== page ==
For Harvey Guillén, Working On What We Do In The Shadows Is A Hilarious Game Of Hot Potato [Exclusive]

Watching the FX vampire comedy series "What We Do in the Shadows" is a whole heck of a lot of fun, but it might be even more fun making it. The series, which just finished its fourth season and has already been renewed for two more, follows a found family of vampires living in Staten Island, New York. The faux-documentary style of the show encourages a tremendous amount of ad-libbing and improv, and given the series' talented cast of comedians, there are probably more laughs than could ever fit into each episode's runtime. 

In an interview with /Film's Jack Giroux, actor Harvey Guillén, who plays the put-upon familiar-slash-vampire-hunter Guillermo de la Cruz, shared the magic of working on one of television's best comedies. Everyone gets into character and goes wild, which sounds like the most fun anyone could possibly have without actually being immortal partying vampires. Just imagine hanging out with Lazlo (Matt Berry), Nadja (Natasia Demetriou), Nandor (Kayvan Novak), Colin (Mark Proksch), and Guillermo without having to worry about potentially getting eaten or having a bad case of the brain scramblies. That's a sweet slice of comedy heaven. 

Non-stop comedic creativity

When asked about how working on "What We Do in the Shadows" with such a talented cast and crew affected Guillén's comedic expertise, the actor explained that working on the series forces him to constantly be on his "A" game: 

"I've always said it's like playing Hot Potato with five other actors who never drop the ball. You just play non-stop. Everyone is so good at their character and what they're doing that we've had scenes that were improvised that went on for like 20 minutes that you'll never see. They'll never see the light of day. You'll never see that footage because there's no way that would make it into the show. But the fact that we could go that long and not drop the ball and just improvise and keep going, keep going, keep going has been a testament to the show of how well it works and how, season after season, it just gets better."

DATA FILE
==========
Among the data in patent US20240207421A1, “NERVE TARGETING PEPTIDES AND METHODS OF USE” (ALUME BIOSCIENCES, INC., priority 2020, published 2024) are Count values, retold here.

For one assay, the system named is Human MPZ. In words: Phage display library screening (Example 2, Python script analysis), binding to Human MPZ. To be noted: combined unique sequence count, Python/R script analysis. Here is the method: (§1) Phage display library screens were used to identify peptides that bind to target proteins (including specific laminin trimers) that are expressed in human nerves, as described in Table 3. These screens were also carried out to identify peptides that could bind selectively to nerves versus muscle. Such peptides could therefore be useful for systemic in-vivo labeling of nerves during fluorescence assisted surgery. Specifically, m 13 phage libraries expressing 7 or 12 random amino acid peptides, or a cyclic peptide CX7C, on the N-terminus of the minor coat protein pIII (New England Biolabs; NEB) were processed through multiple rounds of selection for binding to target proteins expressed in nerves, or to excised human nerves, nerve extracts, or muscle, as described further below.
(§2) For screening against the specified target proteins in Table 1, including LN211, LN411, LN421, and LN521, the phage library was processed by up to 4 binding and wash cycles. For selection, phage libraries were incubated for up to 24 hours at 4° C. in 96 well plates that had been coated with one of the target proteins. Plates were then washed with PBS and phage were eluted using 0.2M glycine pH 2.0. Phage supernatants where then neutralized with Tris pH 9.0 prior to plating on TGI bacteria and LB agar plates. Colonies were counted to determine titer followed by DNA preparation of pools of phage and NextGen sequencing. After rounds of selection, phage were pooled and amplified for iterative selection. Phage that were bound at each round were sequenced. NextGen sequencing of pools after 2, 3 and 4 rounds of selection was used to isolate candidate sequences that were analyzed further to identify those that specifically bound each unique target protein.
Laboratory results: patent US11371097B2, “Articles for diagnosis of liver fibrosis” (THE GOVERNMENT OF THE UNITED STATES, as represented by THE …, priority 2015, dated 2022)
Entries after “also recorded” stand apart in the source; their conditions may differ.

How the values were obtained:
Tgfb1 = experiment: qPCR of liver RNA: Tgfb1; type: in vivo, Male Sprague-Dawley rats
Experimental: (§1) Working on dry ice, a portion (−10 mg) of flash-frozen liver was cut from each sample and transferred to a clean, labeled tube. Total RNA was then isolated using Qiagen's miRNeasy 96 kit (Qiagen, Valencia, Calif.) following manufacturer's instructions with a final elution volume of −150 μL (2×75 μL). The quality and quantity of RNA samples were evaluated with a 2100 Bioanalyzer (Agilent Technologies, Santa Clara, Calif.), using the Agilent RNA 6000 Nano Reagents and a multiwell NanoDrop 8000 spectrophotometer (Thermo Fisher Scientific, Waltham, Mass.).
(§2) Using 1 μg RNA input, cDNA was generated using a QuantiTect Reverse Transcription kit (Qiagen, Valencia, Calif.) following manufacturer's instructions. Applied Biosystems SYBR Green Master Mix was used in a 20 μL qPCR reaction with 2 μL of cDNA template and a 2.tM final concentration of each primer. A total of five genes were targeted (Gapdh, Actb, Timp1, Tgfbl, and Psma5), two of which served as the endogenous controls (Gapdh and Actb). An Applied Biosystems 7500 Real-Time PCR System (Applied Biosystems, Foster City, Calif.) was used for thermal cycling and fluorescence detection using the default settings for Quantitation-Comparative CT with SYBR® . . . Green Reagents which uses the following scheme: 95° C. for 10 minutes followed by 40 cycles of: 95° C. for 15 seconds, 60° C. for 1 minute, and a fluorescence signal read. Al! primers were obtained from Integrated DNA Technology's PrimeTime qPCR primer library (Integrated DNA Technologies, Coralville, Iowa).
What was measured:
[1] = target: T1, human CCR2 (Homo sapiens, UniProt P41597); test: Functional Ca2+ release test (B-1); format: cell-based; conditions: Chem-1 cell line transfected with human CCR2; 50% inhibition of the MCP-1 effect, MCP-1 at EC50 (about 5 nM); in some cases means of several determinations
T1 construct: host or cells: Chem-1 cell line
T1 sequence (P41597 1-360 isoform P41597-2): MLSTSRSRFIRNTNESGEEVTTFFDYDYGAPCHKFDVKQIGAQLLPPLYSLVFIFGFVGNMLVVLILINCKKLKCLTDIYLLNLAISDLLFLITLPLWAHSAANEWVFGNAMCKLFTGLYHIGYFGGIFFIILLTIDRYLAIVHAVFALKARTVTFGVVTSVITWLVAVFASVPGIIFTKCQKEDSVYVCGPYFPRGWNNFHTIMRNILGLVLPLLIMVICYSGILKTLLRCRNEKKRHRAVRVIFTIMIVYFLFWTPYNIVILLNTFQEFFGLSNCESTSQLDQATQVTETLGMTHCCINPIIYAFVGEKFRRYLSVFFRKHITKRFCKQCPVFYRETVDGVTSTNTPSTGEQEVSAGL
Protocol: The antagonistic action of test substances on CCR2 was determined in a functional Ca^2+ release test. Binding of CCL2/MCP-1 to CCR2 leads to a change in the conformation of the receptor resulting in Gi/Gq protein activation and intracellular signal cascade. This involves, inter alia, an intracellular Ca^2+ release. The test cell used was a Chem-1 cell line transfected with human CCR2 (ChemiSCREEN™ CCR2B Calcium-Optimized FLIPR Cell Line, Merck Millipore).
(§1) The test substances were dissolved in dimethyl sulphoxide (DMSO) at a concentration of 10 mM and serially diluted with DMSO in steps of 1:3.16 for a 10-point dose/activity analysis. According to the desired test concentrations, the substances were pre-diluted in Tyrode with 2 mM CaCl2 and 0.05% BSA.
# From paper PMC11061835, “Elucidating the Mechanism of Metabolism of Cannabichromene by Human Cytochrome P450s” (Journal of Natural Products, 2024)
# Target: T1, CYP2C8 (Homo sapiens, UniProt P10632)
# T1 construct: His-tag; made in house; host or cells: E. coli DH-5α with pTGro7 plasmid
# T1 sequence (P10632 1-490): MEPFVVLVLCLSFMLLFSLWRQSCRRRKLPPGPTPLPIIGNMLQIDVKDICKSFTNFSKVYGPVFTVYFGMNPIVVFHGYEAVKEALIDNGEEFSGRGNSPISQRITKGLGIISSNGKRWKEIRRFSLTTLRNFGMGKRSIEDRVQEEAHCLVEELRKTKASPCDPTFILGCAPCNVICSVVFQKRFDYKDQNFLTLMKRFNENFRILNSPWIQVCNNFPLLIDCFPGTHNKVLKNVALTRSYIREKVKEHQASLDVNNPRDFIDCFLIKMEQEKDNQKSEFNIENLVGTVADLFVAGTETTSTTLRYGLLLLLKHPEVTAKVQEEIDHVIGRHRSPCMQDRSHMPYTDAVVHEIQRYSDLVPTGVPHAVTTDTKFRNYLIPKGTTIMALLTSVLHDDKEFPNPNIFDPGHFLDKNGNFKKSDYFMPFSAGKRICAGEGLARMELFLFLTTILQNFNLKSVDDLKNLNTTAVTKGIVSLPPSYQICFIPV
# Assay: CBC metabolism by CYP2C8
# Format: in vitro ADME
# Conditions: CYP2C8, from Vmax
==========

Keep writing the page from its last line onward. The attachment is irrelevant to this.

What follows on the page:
Guillén's insistence that the improv footage could "never see the light of day" leads me to believe that a lot of the jokes would never get past standards and practices because they're just too crude. Berry has a notoriously raunchy sense of humor and the rest of the cast rank right up there with him for the off-color comedy, so those improv sessions are probably ferociously funny and fiercely filthy. Oh, to be a fly on the wall. 

The magic mix of scripting and improv

It sounds like there is a lot of riffing on the set of the series, but the show also has a tightly written script that could stand on its own without the actors improvisations, according to Guillén:

"The writers are so amazing that even if we just did a scripted version, the show is phenomenal. But the fact that we get the liberty to improvise with one another, it is like an improv troupe that just says, 'Here we go. This is the scenario.' And we get to do it every week and every day when we're filming. So yeah, it's been a great experience and a blessing."

Improv can be one of the greatest acting treats, especially when you're working with people who are operating on the same wavelength. The cast of "What We Do in the Shadows" seems like they're always game to take every situation and run with it, which is probably why they're such a comedy dream team. Now if we could just get Nandor and Guillermo together, like they should be.